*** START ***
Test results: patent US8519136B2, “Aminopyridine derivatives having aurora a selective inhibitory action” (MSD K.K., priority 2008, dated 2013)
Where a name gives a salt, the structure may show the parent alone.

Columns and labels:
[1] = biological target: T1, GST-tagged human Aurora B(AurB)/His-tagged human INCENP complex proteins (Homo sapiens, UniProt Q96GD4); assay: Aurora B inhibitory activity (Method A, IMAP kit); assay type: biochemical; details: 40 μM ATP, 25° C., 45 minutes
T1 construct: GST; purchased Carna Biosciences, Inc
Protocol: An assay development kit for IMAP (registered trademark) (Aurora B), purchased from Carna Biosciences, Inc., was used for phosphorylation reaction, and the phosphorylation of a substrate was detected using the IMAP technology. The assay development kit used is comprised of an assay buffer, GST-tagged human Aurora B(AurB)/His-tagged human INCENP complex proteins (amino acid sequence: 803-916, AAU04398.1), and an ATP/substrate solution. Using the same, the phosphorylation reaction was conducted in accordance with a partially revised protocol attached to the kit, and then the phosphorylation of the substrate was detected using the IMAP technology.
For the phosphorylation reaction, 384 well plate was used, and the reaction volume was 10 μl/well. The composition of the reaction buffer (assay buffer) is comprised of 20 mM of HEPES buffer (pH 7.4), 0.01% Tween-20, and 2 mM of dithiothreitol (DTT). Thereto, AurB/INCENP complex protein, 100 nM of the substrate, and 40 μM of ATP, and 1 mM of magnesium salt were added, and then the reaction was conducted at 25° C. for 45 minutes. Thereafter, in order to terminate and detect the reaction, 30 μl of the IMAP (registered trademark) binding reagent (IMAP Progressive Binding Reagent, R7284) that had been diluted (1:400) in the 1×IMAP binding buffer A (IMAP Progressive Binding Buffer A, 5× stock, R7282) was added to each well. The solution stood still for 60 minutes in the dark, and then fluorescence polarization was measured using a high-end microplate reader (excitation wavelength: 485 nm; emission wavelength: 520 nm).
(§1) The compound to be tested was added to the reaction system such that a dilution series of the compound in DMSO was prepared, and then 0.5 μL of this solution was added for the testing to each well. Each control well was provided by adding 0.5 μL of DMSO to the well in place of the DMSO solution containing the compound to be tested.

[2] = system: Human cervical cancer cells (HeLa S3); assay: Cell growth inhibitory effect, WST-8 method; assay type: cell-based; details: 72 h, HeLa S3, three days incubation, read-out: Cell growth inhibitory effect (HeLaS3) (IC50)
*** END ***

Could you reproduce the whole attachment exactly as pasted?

Test results: patent US8519136B2, “Aminopyridine derivatives having aurora a selective inhibitory action” (MSD K.K., priority 2008, dated 2013)
Where a name gives a salt, the structure may show the parent alone.

Columns and labels:
[1] = biological target: T1, GST-tagged human Aurora B(AurB)/His-tagged human INCENP complex proteins (Homo sapiens, UniProt Q96GD4); assay: Aurora B inhibitory activity (Method A, IMAP kit); assay type: biochemical; details: 40 μM ATP, 25° C., 45 minutes
T1 construct: GST; purchased Carna Biosciences, Inc
Protocol: An assay development kit for IMAP (registered trademark) (Aurora B), purchased from Carna Biosciences, Inc., was used for phosphorylation reaction, and the phosphorylation of a substrate was detected using the IMAP technology. The assay development kit used is comprised of an assay buffer, GST-tagged human Aurora B(AurB)/His-tagged human INCENP complex proteins (amino acid sequence: 803-916, AAU04398.1), and an ATP/substrate solution. Using the same, the phosphorylation reaction was conducted in accordance with a partially revised protocol attached to the kit, and then the phosphorylation of the substrate was detected using the IMAP technology.
For the phosphorylation reaction, 384 well plate was used, and the reaction volume was 10 μl/well. The composition of the reaction buffer (assay buffer) is comprised of 20 mM of HEPES buffer (pH 7.4), 0.01% Tween-20, and 2 mM of dithiothreitol (DTT). Thereto, AurB/INCENP complex protein, 100 nM of the substrate, and 40 μM of ATP, and 1 mM of magnesium salt were added, and then the reaction was conducted at 25° C. for 45 minutes. Thereafter, in order to terminate and detect the reaction, 30 μl of the IMAP (registered trademark) binding reagent (IMAP Progressive Binding Reagent, R7284) that had been diluted (1:400) in the 1×IMAP binding buffer A (IMAP Progressive Binding Buffer A, 5× stock, R7282) was added to each well. The solution stood still for 60 minutes in the dark, and then fluorescence polarization was measured using a high-end microplate reader (excitation wavelength: 485 nm; emission wavelength: 520 nm).
(§1) The compound to be tested was added to the reaction system such that a dilution series of the compound in DMSO was prepared, and then 0.5 μL of this solution was added for the testing to each well. Each control well was provided by adding 0.5 μL of DMSO to the well in place of the DMSO solution containing the compound to be tested.

[2] = system: Human cervical cancer cells (HeLa S3); assay: Cell growth inhibitory effect, WST-8 method; assay type: cell-based; details: 72 h, HeLa S3, three days incubation, read-out: Cell growth inhibitory effect (HeLaS3) (IC50)